The Ice Storm: Meg Wolitzer’s The Uncoupling

April 27, 2011 | 2 books mentioned 2 6 min read

It is easy to write about the arrival of desire. You can spot its presence right away: it reddens cheeks, quickens pulses, and makes a cold room hot. Discovering lust is naturally dramatic in any story, and writers from D.H. Lawrence to Danielle Steele have discovered all the tricks to make our hearts race and palms sweat. But how do you write about desire’s disappearance? When the central characters of your love story left their virginity behind long ago, what is left to discover? And when the sheets go cold, what generates emotional highs? The tension comes from what is absent, and so the story without sex is populated by apparitions, suggestions and possibilities of satisfaction whispering in the wings. Desire haunts former lovers, and becomes an embrace from which they cannot escape.

covercoverThis kind of desire-in-absentia serves as the engine of Meg Wolitzer’s extraordinary new novel The Uncoupling, which may prove a new classic for our oddly old-fashioned modern times. At the novel’s outset, Robby and Dory Lang are the model of a modern marriage, one traditionally structured yet propelled by a steady passion. Contented in each other’s company, they assumed that desire would always be there, that “they would sleep together frequently, happily, and not just gently, but with the same gruff, fierce purpose as always.” They teach in the English department at Eleanor Roosevelt (“Elro”) High School in Stellar Plains, New Jersey, and hardly register the arrival of a new drama teacher with plans for a production of Lysistrata, the Aristophanes comedy about the women of Greece going on a sex strike to end the Peloponnesian War. Though the themes of the play contribute a great deal, Wolitzer spends more time playing with the broader exploration of desire, and when a cold wind sweeps into the town and steals away the women’s lust, what ensues is a supernatural happening with devastating consequences.

Wolitzer’s principal assumption, even in the happy beginnings of the novel, is that desire fades as love marches forward into middle age, that even the most content of couples will find themselves wanting less of each other. “People like to warn you that by the time you reach the middle of your life, passion will begin to feel like a meal eaten long ago, which you remember with great tenderness.” Dory never had to suffer through this odd nostalgia, and so when the cold wind sneaks into her bed, she is disarmed by its presence. “It was as if the words had been supplied to her by some hidden prompt,” and what most torments her is that though her affection for Robby remains, the easy passion has vanished. Dory finds herself stuck in memories of how their love used to be, apologizing to Robby but unable to move forward. “She couldn’t tell him about wanting to shake everything up, or about what she now knew, which was that once you realize you are different from the way you used to be, then you can never be that earlier way again. Awareness changes you forever, and instead of being spontaneous during sex, you will forever be a little self-congratulatory.” This new reality, this never being able to go back to the spontaneity of sex, stops up her lust completely. “You could dress love up, but always you would have to confront desire—its absence or presence.” Robby’s desperate purchase of a Snuggie-like blanket is all that Dory has to see to really give up and give in to the despair of a sexless future. “He had bought it because they were now in a period of life in which they could use it. They were seeking warmth from someplace other than each other.”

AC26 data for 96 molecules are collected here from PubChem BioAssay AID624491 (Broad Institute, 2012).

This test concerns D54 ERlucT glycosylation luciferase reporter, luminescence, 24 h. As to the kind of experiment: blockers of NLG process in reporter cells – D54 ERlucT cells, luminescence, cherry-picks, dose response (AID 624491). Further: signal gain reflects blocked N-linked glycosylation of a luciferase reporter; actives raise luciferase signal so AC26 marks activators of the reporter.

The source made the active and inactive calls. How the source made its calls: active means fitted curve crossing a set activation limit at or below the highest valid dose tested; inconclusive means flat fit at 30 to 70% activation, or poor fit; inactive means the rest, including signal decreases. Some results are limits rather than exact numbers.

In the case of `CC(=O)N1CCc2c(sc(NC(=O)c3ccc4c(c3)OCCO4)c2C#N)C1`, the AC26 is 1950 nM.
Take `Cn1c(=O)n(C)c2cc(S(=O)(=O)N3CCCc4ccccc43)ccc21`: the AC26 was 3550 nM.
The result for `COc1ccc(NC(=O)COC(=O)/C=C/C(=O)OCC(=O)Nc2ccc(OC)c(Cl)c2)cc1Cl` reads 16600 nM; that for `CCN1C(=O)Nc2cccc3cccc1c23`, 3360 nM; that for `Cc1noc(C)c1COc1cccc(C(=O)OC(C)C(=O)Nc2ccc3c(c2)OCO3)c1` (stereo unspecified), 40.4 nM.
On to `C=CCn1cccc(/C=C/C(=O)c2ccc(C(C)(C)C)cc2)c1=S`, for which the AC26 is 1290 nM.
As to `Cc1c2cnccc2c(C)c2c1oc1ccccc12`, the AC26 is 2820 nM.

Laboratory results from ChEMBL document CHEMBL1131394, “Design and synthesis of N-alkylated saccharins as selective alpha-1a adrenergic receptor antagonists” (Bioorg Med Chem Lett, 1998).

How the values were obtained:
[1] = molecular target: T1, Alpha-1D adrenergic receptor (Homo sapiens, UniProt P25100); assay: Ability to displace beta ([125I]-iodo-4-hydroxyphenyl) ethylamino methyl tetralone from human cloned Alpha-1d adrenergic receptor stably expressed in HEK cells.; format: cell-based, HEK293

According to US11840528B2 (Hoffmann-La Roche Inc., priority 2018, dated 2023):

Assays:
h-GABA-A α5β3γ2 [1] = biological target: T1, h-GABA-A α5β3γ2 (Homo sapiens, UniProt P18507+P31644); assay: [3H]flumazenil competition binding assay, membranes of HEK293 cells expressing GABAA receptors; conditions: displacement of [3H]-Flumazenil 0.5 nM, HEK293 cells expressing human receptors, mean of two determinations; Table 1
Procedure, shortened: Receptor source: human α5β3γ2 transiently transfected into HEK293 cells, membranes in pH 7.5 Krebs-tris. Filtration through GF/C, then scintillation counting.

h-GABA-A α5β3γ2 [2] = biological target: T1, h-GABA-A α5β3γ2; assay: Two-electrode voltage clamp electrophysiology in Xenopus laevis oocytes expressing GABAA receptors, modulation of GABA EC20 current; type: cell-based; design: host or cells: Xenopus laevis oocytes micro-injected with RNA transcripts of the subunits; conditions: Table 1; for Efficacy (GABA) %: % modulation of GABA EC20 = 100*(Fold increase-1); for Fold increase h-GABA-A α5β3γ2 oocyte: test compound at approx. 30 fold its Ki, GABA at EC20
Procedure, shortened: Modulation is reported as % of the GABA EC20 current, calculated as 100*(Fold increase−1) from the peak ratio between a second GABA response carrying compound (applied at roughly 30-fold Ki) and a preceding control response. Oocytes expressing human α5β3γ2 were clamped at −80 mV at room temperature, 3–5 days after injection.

As the spell sweeps through Stellar Plains, anxieties grow over passion stretched over too many years, sex that has become too lived-in, and too accustomed. Wolitzer manages to get the adult perspective on teenagers just right, full of half-correct sugar-coated predictions, and uses their misperceptions to kick the sexual anxiety up a notch: Robby says of his daughter’s generation, “They’re all like someone in a dream,” and it’s a statement born more out of wonder than condescension. Yet their daughter Willa is also touched by the spell, just as she begins a tender romance with the drama teacher’s son. They come together as avatars in a virtual forest, and Willa’s first sexual experiences give her a new awareness of her body and her desires. “She felt as if she were unfolding, unclasping, being saturated, falling to bits, intensely whirled around like someone blindfolded and about to smack a piñata… ‘Going the distance’ seemed a good way to think of what it would be like. It—sex, actual sex, created a distance between you and everyone except the other person. You were in a hot-air balloon, and you waved goodbye to your sweet but clueless mother and father, and even your dazed and innocent old dog.” This is the poignant, trembling awareness of teenage love and the first awakening of desire. Through Willa’s eyes, Wolitzer gives us a character who gets to experience everything fresh, and Willa blossoms through love and sex with a surprising amount of tenderness and humor. This, of course, becomes all too tragic when the chill forces her into a jaded nihilism, thinking, This is never going to last. Oh, what is the point? She withdraws from what she has just discovered, and you want to reach through the page and shake the spell off of her; no one should have to suffer this loss, especially not someone who has so much left to explore.